Met police heavily criticised over child protection failings

Britain’s biggest police force has suffered a humiliating rebuke from an official watchdog for failing to protect children and for delays in investigating fears about adults who attack and exploit the young.

The Metropolitan police, which prides itself on being a leader in law enforcement, was found to be so inadequate in so many areas it will now face emergency measures.

The report by Her Majesty’s Inspectorate of Constabulary examined a sample of child protection cases, numbering about 384, and found that three-quarters were substandard. Matt Parr, lead inspector for HMIC, said the failings were systemic and involved errors in leadership, training, organisation and judgment. “They have really dropped the ball on child protection,” he said.

HMIC announced fresh follow-up inspections for the force and the London mayor, Sadiq Khan, promised crisis measures, saying: “This deeply troubling report has found that, too often, children in our city have been let down when they are most in need. This is simply unacceptable and things must change.”

Inspectors from HMIC were aghast at some of the failings they uncovered. In one case, the Met was warned by a child protection agency about a man uploading indecent child images to the internet. Police took 96 days to get a search warrant to seize the suspect’s computer. The Met then had to be told by HMIC to take action after it spotted the failing. Even then it took three months for the force to act.

The inspectorate said the Met had failed in the case of a 10-year-old girl – who had witnessed her father attacking her mother with a screwdriver and raping her – amid further concern that the child could herself have been attacked and abused by the man.

Met commissioner Sir Bernard Hogan-Howe inspecting police recruits.

Met commissioner Sir Bernard Hogan-Howe inspecting police recruits. Photograph: Rob Stothard/Getty

From cases of sexual exploitation to holding too many children in police cells to “serious concerns about the force’s response to missing and absent children”, the watchdog castigated the Met.

One detective protecting children was not trained to do so, nor had trained as a detective. Some parts of the force knew too little about convicted sex offenders living in their areas.

The report is one of the last covering the commissionership of the Met by Sir Bernard Hogan-Howe. He is due to retire in February next year.

Parr said: “We found serious errors of judgment, inconsistency, unacceptable delays and a lack of leadership which meant that children are not being protected properly. Far too many of the cases we looked at fell well short of expected standards and meant that victims weren’t protected, evidence was lost and offenders continued to pose a risk to children.”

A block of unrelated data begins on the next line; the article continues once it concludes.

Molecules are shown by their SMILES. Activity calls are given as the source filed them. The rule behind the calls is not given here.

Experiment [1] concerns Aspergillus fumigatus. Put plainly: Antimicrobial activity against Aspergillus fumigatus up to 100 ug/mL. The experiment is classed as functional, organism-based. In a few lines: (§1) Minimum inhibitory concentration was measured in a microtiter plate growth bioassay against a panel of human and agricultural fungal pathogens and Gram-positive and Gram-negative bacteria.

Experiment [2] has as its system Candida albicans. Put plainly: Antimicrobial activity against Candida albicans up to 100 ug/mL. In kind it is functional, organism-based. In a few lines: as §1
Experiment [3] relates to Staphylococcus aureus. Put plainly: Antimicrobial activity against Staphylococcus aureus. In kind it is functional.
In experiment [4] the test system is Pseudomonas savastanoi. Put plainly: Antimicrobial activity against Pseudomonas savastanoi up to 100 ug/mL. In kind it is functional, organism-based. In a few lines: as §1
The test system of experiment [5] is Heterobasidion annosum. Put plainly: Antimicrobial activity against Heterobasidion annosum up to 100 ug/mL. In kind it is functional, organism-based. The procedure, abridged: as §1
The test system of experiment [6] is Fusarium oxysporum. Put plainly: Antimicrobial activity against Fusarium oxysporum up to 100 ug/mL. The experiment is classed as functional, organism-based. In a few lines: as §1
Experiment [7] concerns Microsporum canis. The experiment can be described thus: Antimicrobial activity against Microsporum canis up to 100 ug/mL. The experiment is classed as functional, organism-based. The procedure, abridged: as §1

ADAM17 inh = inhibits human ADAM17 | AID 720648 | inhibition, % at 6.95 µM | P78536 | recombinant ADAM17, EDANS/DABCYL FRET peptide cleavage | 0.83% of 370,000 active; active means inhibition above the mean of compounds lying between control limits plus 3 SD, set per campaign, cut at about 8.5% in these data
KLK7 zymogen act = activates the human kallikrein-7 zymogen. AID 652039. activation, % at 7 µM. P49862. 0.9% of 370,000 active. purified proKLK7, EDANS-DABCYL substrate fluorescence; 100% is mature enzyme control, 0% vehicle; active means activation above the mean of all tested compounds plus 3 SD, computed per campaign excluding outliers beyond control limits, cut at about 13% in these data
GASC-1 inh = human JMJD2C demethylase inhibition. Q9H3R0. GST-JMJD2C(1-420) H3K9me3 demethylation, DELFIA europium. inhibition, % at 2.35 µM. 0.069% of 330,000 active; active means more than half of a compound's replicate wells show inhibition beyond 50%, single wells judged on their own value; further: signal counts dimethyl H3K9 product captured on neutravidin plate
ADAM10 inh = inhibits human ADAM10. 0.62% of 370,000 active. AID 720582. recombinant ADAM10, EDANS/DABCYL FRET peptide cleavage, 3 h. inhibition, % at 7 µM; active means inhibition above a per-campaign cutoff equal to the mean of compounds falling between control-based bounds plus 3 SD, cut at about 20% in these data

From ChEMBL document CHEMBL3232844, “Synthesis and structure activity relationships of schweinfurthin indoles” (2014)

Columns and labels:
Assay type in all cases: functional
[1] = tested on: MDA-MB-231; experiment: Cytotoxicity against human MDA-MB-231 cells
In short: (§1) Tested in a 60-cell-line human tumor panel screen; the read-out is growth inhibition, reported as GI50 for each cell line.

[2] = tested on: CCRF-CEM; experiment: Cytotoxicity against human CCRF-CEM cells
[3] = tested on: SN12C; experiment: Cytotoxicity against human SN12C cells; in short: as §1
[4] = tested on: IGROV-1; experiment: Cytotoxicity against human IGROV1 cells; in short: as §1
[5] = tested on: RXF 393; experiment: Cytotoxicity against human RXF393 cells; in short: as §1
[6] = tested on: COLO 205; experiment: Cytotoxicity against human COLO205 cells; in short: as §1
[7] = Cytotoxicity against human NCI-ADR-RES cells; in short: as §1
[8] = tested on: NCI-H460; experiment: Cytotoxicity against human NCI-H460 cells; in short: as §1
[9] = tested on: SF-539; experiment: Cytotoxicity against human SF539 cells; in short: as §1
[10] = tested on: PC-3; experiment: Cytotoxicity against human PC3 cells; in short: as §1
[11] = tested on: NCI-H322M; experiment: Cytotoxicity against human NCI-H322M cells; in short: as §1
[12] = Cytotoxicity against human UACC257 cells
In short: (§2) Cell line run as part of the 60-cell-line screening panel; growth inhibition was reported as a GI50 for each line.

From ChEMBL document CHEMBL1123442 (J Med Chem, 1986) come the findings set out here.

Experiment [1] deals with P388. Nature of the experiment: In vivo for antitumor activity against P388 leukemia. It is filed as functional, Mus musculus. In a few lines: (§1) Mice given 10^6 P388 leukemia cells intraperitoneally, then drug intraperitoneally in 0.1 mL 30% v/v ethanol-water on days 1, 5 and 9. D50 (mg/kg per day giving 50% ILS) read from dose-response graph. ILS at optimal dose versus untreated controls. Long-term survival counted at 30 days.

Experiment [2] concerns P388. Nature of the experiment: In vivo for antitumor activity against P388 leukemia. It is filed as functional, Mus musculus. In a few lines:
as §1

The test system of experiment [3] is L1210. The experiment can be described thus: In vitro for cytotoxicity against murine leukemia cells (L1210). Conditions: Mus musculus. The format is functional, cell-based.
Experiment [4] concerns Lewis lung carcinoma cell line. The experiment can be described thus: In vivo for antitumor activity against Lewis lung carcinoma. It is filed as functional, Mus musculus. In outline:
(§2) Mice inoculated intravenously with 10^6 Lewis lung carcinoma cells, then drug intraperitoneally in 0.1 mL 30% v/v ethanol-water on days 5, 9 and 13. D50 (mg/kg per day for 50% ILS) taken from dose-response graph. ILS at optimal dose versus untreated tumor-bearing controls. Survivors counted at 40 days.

Themes in the report echo longstanding concerns about the Met which have said that while it can be world beating in tackling high-end crimes such as murder, kidnaps and terrorism, it can be worse than other forces in dealing with more everyday crime and slow to recognise failings.

The child protection report said: “HMIC referred 38 cases back to the force, because we considered they contained evidence of a serious issue of concern – for example, failure to follow child protection procedures and/or a child at immediate risk of significant harm. The force responded to the concerns raised by inspectors in these cases, either by taking action or providing an updated assessment. However, there was still a failure by some staff to recognise wider investigative or safeguarding opportunities.”

HMIC found the Met was kidding itself about how well it was doing; in 76 cases studies where the force believed it was doing a good job, the real figure was 22. The Met had seen that it was failing in 24 cases that were studied but HMIC said the real figure was four times higher – about 101 cases.

In one instance, the Met rated itself as “good” in a case where a 30-year-old man had groomed a teenage schoolgirl with alcohol and cigarettes, who suffered sexual assaults. HMIC discovered police took 17 days before passing the case to an officer to investigate and rated the Met as “inadequate”.

Crime targets from the era when Boris Johnson was London’s mayor were highlighted by HMIC: “We were told in interviews that the focus was on these crimes as opposed to child protection. This requires urgent correction.”

The Met accepted the report in its headline messages, but in parts appeared defiant. The force said: “Since the HMIC inspection, we have revisited all the cases they examined. We have identified no further harm to children and no further offenders have been charged or cautioned as a result.”

The Met said defended itself against the criticism aboutholding children in police cells: “All custody cases reviewed by HMIC were cases where the child had been charged. In many circumstances, there is simply no suitable accommodation where these children can be placed, a fact acknowledged by HMIC within the main body of their report.”

London’s mayor said he would parachute in national experts as part of a special panel to oversee changes in the Met and discuss the failings with the home secretary. Both will soon interview and then choose by February 2017 the next commissioner of the Met.

Anne Longfield, the children’s commissioner for England, said: “It is deeply worrying that the Met has not yet got to grips with the way it tackles child abuse and sexual exploitation. Its delay in doing so will have blighted the lives of many thousands of London’s children whose abuse has gone undetected by the authorities tasked with protecting them.”

Parr, who before joining HMIC had been in the Royal Navy and commanded the Trident nuclear submarine fleet, said there were no comparisons to be drawn with Operation Midland, the discredited Met inquiry into claims of historic sexual abuse by members of the establishment.